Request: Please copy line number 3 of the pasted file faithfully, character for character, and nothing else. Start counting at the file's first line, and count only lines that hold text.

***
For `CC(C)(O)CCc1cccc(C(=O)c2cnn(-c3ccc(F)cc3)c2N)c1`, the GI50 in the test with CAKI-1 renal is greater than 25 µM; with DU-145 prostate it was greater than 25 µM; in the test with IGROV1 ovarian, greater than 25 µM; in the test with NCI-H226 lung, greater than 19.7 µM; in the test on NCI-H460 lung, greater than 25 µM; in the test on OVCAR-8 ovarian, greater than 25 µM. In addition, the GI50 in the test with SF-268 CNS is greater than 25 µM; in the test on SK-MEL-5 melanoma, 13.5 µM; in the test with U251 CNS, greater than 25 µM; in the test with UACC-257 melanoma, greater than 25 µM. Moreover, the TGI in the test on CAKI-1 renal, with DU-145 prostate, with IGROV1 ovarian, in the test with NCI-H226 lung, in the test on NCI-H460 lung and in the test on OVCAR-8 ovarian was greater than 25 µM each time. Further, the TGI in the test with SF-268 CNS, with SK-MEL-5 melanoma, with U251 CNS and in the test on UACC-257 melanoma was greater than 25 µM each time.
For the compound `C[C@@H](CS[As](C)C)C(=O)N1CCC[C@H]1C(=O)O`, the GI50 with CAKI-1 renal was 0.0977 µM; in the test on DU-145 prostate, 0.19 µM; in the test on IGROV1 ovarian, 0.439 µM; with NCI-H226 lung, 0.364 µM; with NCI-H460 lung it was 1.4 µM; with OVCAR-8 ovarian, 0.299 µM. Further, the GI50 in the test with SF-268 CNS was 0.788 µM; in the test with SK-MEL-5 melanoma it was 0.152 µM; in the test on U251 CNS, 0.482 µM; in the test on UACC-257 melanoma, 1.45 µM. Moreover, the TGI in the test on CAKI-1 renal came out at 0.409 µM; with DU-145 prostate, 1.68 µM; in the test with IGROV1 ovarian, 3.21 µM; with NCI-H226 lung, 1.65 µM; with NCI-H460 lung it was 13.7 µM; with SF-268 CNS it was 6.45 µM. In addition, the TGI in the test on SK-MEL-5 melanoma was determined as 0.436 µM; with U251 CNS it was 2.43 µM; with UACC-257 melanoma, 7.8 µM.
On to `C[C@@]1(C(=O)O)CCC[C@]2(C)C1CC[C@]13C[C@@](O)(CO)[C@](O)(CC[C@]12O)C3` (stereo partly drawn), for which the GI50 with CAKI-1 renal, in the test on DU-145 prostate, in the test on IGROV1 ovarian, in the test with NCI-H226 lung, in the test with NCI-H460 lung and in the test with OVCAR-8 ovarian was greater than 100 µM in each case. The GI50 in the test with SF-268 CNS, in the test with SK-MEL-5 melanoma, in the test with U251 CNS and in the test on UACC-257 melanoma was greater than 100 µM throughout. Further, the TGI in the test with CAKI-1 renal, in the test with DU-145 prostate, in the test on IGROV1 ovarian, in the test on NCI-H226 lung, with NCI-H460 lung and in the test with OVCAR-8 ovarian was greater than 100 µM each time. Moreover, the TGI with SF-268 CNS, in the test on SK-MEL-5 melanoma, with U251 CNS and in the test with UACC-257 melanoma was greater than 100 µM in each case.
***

On to `C[C@@]1(C(=O)O)CCC[C@]2(C)C1CC[C@]13C[C@@](O)(CO)[C@](O)(CC[C@]12O)C3` (stereo partly drawn), for which the GI50 with CAKI-1 renal, in the test on DU-145 prostate, in the test on IGROV1 ovarian, in the test with NCI-H226 lung, in the test with NCI-H460 lung and in the test with OVCAR-8 ovarian was greater than 100 µM in each case. The GI50 in the test with SF-268 CNS, in the test with SK-MEL-5 melanoma, in the test with U251 CNS and in the test on UACC-257 melanoma was greater than 100 µM throughout. Further, the TGI in the test with CAKI-1 renal, in the test with DU-145 prostate, in the test on IGROV1 ovarian, in the test on NCI-H226 lung, with NCI-H460 lung and in the test with OVCAR-8 ovarian was greater than 100 µM each time. Moreover, the TGI with SF-268 CNS, in the test on SK-MEL-5 melanoma, with U251 CNS and in the test with UACC-257 melanoma was greater than 100 µM in each case.